Vancouver Canucks: Jim Benning’s top 5 moves as general manager

VANCOUVER, BC - FEBRUARY 28: Vancouver Canucks General Manager Jim Benning speaks to the media after a game between against the Vancouver Canucks and Detroit Red Wings. Benning was discussing the recent trades of Vancouver Canucks Left Wing Alexandre Burrows (14) and Vancouver Canucks Right Wing Jannik Hansen (36). February 28, 2017, at Rogers Arena in Vancouver, BC. (Photo by Bob Frid/Icon Sportswire via Getty Images)
VANCOUVER, BC - FEBRUARY 28: Vancouver Canucks General Manager Jim Benning speaks to the media after a game between against the Vancouver Canucks and Detroit Red Wings. Benning was discussing the recent trades of Vancouver Canucks Left Wing Alexandre Burrows (14) and Vancouver Canucks Right Wing Jannik Hansen (36). February 28, 2017, at Rogers Arena in Vancouver, BC. (Photo by Bob Frid/Icon Sportswire via Getty Images) /
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4: Trading Ryan Kesler

Ryan Kesler was a dynamic, game-changing powerhouse for the Canucks. He was also a thorn in Jim Benning’s side, as he made it very clear that he didn’t believe the team was capable of challenging for Stanley Cups, and that he wanted to play for a contender.

Despite being given a minuscule list of teams whom Kesler would accept a trade to — just the Anaheim Ducks and the Chicago Blackhawks depending on which rumors you believe — Benning did well to secure the return that he did. Nick Bonino, Luca Sbisa and the Ducks’ 2014 first and third round picks were the assets squeezed out of the Canucks’ Pacific Division rivals.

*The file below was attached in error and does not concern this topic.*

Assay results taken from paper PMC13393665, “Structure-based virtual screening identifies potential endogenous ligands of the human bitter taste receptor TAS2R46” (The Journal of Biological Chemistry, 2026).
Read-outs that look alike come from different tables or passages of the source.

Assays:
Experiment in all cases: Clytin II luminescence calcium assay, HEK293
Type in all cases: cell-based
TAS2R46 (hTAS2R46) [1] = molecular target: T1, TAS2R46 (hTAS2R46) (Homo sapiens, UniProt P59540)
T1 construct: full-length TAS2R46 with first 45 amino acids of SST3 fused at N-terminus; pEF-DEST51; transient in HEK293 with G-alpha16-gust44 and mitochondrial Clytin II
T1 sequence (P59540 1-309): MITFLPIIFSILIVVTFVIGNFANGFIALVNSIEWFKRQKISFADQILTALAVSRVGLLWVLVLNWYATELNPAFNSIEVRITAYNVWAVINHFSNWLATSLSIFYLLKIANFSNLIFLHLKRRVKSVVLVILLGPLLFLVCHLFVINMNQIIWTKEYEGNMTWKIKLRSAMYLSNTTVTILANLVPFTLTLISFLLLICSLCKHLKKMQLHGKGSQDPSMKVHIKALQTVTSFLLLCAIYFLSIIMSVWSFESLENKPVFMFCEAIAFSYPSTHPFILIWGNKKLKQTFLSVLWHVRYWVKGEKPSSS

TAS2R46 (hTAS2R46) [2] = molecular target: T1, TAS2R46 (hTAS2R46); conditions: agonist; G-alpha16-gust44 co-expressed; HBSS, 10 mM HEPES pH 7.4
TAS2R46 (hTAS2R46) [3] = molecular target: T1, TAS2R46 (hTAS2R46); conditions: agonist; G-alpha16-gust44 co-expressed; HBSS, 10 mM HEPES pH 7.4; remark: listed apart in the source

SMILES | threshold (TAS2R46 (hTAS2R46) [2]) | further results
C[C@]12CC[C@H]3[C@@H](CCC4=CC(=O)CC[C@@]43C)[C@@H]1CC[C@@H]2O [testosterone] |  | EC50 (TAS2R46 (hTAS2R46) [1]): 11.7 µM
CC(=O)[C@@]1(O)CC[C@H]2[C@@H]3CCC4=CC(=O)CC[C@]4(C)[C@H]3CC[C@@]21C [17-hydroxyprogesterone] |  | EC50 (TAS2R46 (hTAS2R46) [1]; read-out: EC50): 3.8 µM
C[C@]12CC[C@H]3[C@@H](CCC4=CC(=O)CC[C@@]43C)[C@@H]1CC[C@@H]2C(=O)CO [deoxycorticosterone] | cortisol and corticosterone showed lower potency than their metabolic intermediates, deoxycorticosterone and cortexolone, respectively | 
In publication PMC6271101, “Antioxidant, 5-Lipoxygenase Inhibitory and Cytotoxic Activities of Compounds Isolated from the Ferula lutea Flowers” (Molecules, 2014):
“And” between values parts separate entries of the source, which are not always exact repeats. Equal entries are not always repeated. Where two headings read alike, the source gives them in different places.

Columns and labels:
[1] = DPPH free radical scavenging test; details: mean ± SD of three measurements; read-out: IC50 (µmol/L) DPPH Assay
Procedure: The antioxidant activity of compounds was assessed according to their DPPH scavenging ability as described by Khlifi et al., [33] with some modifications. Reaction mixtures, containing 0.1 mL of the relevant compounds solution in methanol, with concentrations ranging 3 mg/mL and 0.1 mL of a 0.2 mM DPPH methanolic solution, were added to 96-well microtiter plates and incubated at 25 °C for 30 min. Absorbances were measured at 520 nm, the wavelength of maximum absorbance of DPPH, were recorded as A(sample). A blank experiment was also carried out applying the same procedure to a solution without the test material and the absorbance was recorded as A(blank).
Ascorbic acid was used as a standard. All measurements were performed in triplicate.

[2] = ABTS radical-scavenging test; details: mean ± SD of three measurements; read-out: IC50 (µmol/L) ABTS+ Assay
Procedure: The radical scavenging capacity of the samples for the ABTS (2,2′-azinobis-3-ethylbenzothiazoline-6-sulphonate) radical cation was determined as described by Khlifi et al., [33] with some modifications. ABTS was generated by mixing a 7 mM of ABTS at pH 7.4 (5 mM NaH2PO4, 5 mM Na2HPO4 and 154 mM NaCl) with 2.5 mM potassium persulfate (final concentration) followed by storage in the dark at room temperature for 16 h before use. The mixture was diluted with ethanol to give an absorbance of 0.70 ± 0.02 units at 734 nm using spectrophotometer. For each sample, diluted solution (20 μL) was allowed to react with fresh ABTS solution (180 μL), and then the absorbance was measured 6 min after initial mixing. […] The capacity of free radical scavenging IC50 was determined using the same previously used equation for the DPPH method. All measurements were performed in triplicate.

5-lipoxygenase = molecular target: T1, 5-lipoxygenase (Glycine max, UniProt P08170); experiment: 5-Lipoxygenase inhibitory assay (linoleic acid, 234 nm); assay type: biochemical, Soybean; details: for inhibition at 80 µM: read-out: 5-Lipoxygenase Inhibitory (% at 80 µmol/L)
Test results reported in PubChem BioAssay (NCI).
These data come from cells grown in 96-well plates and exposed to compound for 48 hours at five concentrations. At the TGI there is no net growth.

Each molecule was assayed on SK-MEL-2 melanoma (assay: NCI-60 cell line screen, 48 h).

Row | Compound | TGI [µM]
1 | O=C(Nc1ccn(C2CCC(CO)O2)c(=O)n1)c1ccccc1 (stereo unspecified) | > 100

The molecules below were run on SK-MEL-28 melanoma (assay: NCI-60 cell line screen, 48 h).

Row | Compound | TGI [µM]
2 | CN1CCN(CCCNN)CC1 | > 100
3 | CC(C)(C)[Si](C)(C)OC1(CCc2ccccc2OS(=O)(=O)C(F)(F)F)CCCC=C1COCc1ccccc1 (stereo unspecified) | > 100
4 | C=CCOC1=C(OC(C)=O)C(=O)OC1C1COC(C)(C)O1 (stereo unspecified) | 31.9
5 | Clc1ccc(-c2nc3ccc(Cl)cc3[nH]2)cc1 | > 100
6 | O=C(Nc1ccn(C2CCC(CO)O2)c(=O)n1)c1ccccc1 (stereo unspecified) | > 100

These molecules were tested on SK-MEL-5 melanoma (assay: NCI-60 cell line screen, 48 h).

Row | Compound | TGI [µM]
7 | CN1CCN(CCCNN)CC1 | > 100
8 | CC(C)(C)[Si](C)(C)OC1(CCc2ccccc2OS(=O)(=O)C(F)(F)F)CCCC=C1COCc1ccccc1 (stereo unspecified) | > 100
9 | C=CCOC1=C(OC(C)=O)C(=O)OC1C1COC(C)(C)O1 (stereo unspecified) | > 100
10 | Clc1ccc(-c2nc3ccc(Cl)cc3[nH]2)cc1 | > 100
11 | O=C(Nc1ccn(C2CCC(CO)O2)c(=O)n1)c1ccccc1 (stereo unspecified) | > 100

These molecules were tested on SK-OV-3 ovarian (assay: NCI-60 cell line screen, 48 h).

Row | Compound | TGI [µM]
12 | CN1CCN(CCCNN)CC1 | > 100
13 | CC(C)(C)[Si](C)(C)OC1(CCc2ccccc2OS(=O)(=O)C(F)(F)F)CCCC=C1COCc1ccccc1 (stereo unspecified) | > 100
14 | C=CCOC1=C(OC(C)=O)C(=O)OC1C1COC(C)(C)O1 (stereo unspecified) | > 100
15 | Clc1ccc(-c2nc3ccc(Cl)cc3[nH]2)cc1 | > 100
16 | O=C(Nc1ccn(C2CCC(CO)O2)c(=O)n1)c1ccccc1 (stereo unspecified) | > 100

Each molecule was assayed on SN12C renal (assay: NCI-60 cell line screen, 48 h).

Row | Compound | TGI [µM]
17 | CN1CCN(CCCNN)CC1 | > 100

In hindsight, the return was not particularly great, but the alternative would actually be much worse. Imagine having a physically-ruined Kesler on a $6.875 million AAV contract until the end of the 2021-22 season.

Related Story. Canucks: Ryan Kesler explains why he asked for trade. light

A Kesler who has produced just 22 points in his last 104 games, with a minus-23 rating. Then imagine being forced to protect him in the Vegas and Seattle expansions because he demanded a NMC. Things would have been a whole lot worse had we kept Kesler around.

The departure of Kesler saw a big headache removed from the Canucks’ locker room, and it gave the team a middle six center, a middle-pairing defenceman plus Jared McCann, whom the Canucks selected with that first round pick.

All things considered, this was a key moment in Benning’s early days as GM, and it went about as well as one could hope for given Kesler’s refusal to widen his list of potential destinations.